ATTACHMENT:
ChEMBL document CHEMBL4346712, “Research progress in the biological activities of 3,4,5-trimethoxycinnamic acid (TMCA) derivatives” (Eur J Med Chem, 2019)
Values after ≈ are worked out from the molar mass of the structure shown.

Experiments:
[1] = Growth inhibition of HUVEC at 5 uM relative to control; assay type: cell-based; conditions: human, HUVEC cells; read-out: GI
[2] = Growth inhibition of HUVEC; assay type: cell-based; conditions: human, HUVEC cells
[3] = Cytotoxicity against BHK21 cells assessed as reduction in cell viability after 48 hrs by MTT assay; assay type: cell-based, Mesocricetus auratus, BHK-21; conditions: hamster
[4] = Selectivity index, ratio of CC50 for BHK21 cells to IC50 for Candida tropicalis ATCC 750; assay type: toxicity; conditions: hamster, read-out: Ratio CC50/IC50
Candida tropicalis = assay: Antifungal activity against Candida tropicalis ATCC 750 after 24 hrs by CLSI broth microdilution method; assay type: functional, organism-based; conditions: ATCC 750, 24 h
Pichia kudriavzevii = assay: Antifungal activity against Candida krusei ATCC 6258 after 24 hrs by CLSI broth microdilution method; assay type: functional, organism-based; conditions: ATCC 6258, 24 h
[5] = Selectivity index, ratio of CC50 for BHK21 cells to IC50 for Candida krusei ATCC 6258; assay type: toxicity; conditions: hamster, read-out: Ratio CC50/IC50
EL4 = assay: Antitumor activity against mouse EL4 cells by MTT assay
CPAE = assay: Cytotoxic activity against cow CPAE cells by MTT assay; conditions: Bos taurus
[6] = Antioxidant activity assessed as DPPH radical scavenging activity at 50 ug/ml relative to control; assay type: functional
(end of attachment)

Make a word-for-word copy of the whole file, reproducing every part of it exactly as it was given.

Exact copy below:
ChEMBL document CHEMBL4346712, “Research progress in the biological activities of 3,4,5-trimethoxycinnamic acid (TMCA) derivatives” (Eur J Med Chem, 2019)
Values after ≈ are worked out from the molar mass of the structure shown.

Experiments:
[1] = Growth inhibition of HUVEC at 5 uM relative to control; assay type: cell-based; conditions: human, HUVEC cells; read-out: GI
[2] = Growth inhibition of HUVEC; assay type: cell-based; conditions: human, HUVEC cells
[3] = Cytotoxicity against BHK21 cells assessed as reduction in cell viability after 48 hrs by MTT assay; assay type: cell-based, Mesocricetus auratus, BHK-21; conditions: hamster
[4] = Selectivity index, ratio of CC50 for BHK21 cells to IC50 for Candida tropicalis ATCC 750; assay type: toxicity; conditions: hamster, read-out: Ratio CC50/IC50
Candida tropicalis = assay: Antifungal activity against Candida tropicalis ATCC 750 after 24 hrs by CLSI broth microdilution method; assay type: functional, organism-based; conditions: ATCC 750, 24 h
Pichia kudriavzevii = assay: Antifungal activity against Candida krusei ATCC 6258 after 24 hrs by CLSI broth microdilution method; assay type: functional, organism-based; conditions: ATCC 6258, 24 h
[5] = Selectivity index, ratio of CC50 for BHK21 cells to IC50 for Candida krusei ATCC 6258; assay type: toxicity; conditions: hamster, read-out: Ratio CC50/IC50
EL4 = assay: Antitumor activity against mouse EL4 cells by MTT assay
CPAE = assay: Cytotoxic activity against cow CPAE cells by MTT assay; conditions: Bos taurus
[6] = Antioxidant activity assessed as DPPH radical scavenging activity at 50 ug/ml relative to control; assay type: functional